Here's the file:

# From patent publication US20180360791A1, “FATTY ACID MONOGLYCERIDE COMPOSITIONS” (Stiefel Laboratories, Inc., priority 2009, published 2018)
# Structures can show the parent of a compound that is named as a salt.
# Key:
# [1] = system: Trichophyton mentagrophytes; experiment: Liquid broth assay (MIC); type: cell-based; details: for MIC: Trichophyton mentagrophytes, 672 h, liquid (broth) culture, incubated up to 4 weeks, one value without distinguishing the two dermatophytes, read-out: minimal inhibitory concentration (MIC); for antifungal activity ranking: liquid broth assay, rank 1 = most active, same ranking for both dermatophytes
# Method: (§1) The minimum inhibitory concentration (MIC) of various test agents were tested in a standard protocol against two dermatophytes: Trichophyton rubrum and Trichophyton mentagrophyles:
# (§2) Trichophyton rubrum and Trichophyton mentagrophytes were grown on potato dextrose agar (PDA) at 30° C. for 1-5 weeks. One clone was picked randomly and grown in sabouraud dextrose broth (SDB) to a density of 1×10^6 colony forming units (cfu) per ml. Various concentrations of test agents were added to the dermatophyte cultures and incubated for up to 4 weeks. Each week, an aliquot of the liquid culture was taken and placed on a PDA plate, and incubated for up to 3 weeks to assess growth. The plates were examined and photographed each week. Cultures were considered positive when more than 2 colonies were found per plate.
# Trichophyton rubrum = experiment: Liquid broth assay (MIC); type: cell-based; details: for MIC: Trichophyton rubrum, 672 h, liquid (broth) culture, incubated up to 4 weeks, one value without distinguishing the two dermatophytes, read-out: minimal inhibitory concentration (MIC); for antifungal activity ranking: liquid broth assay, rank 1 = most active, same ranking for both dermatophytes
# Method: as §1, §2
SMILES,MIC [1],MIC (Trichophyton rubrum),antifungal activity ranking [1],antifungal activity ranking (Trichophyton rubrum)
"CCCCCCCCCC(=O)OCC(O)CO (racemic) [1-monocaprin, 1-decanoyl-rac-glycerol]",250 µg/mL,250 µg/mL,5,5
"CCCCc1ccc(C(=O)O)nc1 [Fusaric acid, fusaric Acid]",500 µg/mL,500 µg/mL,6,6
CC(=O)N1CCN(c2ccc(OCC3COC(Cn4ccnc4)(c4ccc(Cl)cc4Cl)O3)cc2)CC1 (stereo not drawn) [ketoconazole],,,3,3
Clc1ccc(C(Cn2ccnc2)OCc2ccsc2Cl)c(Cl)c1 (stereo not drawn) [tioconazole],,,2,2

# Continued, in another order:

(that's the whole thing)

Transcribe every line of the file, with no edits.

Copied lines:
# From patent publication US20180360791A1, “FATTY ACID MONOGLYCERIDE COMPOSITIONS” (Stiefel Laboratories, Inc., priority 2009, published 2018)
# Structures can show the parent of a compound that is named as a salt.
# Key:
# [1] = system: Trichophyton mentagrophytes; experiment: Liquid broth assay (MIC); type: cell-based; details: for MIC: Trichophyton mentagrophytes, 672 h, liquid (broth) culture, incubated up to 4 weeks, one value without distinguishing the two dermatophytes, read-out: minimal inhibitory concentration (MIC); for antifungal activity ranking: liquid broth assay, rank 1 = most active, same ranking for both dermatophytes
# Method: (§1) The minimum inhibitory concentration (MIC) of various test agents were tested in a standard protocol against two dermatophytes: Trichophyton rubrum and Trichophyton mentagrophyles:
# (§2) Trichophyton rubrum and Trichophyton mentagrophytes were grown on potato dextrose agar (PDA) at 30° C. for 1-5 weeks. One clone was picked randomly and grown in sabouraud dextrose broth (SDB) to a density of 1×10^6 colony forming units (cfu) per ml. Various concentrations of test agents were added to the dermatophyte cultures and incubated for up to 4 weeks. Each week, an aliquot of the liquid culture was taken and placed on a PDA plate, and incubated for up to 3 weeks to assess growth. The plates were examined and photographed each week. Cultures were considered positive when more than 2 colonies were found per plate.
# Trichophyton rubrum = experiment: Liquid broth assay (MIC); type: cell-based; details: for MIC: Trichophyton rubrum, 672 h, liquid (broth) culture, incubated up to 4 weeks, one value without distinguishing the two dermatophytes, read-out: minimal inhibitory concentration (MIC); for antifungal activity ranking: liquid broth assay, rank 1 = most active, same ranking for both dermatophytes
# Method: as §1, §2
SMILES,MIC [1],MIC (Trichophyton rubrum),antifungal activity ranking [1],antifungal activity ranking (Trichophyton rubrum)
"CCCCCCCCCC(=O)OCC(O)CO (racemic) [1-monocaprin, 1-decanoyl-rac-glycerol]",250 µg/mL,250 µg/mL,5,5
"CCCCc1ccc(C(=O)O)nc1 [Fusaric acid, fusaric Acid]",500 µg/mL,500 µg/mL,6,6
CC(=O)N1CCN(c2ccc(OCC3COC(Cn4ccnc4)(c4ccc(Cl)cc4Cl)O3)cc2)CC1 (stereo not drawn) [ketoconazole],,,3,3
Clc1ccc(C(Cn2ccnc2)OCc2ccsc2Cl)c(Cl)c1 (stereo not drawn) [tioconazole],,,2,2

# Continued, in another order: